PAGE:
Thanks "Irahi" for the source, I'll check out those deals too!



Still think I should rent first?
 

·
The Swiss Miss
Joined
·
7,441 Posts
Warm welcom to the new girl!
The guys already gave good advise. My 2cents: Get gloves with wrist protectors. You'll fall on your hands many times... (a friend broke her wrist on her first - and last - day riding :unsure:. And a helmet! ;)
 

·
Reformed Creep-o-saurus
Joined
·
6,863 Posts
Buy v.s Rent: I plan to buy because the hill around here is notoriously steep (har, har, har...) for rental / lesson prices. I am a do or die kind of girl, so I'd sooner buy now with all the great deals I've seen and if I truly end up hating it, I'll sell at a loss, I don't mind... too much.
What resort? Looks like Mount Baldy near T-Bay charges $64 for lift ticket, rentals and a lesson. That's cheap. That's cheaper than lift tickets at most hills...

The hills really want you to get hooked, so they usually (and should) make it really cheap to get started. My GF learned at a hill in Ontario where it was $30 for beginner lift ticket, rentals and lessons all on the bunny slopes. That kind of thing is perfect for day 1 and 2.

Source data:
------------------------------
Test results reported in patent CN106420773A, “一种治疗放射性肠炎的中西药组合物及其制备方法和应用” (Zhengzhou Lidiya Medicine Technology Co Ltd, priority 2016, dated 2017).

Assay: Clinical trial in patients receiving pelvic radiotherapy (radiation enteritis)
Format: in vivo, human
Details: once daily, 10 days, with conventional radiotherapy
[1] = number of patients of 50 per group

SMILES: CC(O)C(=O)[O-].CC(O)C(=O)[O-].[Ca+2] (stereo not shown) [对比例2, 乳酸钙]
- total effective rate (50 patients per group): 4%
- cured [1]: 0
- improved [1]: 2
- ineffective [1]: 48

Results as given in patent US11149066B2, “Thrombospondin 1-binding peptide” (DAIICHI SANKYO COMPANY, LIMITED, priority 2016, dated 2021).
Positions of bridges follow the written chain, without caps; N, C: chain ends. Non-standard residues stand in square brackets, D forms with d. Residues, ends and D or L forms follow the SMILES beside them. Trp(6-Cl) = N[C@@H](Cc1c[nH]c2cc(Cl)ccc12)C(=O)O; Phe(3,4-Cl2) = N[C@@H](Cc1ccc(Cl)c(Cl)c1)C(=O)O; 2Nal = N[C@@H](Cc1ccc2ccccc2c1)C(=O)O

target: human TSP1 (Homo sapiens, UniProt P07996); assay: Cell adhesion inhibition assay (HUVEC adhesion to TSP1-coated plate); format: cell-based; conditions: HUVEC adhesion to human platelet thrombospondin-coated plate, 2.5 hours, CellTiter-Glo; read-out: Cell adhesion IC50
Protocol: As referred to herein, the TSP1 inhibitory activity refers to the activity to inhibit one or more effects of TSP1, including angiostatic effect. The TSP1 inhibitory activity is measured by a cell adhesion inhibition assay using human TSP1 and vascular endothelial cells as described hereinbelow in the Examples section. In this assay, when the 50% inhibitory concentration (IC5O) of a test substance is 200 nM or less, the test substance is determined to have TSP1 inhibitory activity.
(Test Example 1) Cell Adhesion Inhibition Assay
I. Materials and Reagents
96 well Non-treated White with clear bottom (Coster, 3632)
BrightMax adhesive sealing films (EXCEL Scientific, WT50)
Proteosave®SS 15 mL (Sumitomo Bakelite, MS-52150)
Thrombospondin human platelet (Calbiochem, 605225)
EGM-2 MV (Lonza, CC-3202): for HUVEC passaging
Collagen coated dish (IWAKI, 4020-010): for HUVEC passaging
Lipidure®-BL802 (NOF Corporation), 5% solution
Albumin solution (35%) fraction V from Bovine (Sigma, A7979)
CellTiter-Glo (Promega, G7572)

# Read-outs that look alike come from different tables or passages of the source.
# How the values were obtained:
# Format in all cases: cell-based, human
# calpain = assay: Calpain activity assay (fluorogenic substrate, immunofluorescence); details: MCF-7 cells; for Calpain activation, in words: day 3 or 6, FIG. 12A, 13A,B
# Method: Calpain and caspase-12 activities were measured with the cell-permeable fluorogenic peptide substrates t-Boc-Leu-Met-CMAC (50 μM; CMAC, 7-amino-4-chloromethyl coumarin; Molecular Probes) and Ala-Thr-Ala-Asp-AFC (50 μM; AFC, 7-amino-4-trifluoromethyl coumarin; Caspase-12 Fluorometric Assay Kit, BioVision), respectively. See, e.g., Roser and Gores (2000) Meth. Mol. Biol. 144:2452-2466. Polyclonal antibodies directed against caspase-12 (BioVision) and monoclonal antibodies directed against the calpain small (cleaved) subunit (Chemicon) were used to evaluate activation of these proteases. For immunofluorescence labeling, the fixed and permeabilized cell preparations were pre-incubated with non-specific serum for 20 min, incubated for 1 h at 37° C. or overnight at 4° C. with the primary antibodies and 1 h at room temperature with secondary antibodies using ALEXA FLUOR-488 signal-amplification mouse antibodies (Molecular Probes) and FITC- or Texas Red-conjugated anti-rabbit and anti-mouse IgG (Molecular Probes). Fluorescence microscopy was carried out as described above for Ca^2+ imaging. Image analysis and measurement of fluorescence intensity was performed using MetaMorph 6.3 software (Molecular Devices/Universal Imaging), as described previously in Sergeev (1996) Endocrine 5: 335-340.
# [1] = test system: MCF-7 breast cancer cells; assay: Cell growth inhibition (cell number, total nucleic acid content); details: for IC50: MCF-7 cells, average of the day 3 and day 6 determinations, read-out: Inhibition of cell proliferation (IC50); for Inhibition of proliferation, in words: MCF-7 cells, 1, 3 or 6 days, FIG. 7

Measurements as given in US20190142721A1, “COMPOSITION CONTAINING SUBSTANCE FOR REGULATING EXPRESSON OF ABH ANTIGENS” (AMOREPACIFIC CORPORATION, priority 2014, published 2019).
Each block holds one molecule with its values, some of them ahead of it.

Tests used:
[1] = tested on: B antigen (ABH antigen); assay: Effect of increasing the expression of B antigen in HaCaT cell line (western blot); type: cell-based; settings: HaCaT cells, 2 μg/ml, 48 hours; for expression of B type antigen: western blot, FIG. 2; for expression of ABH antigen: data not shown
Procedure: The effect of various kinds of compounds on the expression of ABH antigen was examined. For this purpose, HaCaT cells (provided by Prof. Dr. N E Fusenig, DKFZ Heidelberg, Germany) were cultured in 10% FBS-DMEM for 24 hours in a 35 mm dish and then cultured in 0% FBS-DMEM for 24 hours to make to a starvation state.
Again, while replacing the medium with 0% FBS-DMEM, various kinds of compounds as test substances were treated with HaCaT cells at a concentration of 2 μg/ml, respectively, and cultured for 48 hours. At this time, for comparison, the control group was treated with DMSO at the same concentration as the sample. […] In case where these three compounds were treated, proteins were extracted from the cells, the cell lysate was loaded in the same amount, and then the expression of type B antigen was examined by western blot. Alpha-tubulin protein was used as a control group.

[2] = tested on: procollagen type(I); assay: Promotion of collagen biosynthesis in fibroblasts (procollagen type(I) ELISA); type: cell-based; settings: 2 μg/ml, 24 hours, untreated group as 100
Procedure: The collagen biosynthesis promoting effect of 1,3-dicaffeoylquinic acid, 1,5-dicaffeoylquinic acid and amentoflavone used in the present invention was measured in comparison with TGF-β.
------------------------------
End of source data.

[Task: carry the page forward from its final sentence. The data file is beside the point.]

If you're set on really trying it, then by all means get a setup now. But buy 2011-2012 stuff there's no point wasting money on a first setup. You'll get the itch quick for new gear if you really get into it anyway! :yahoo:

And don't sell yourself short on local hills. I grew up boarding in Ontario and had a blast. Of course now in the wild west I'm having more fun. But it's not like I wasn't enjoying myself before!
 

·
Registered
Joined
·
1,200 Posts
Your first and most important purchase is boots. Boots can make or break your time on the hill. Do yourself a favor and invest in padded shorts, wrist guards and knee pads, you will need them more than you can imagine right now.

Your weight puts you in 149-151 cm length, but being a beginner go with a shorter board, 148 is fine. Your bindings should be size medium. I would advise against purchasing a rocker board. I see beginners on rockers struggle with stability and they also outgrow them quite fast. A hybrid is a better option in my opinion.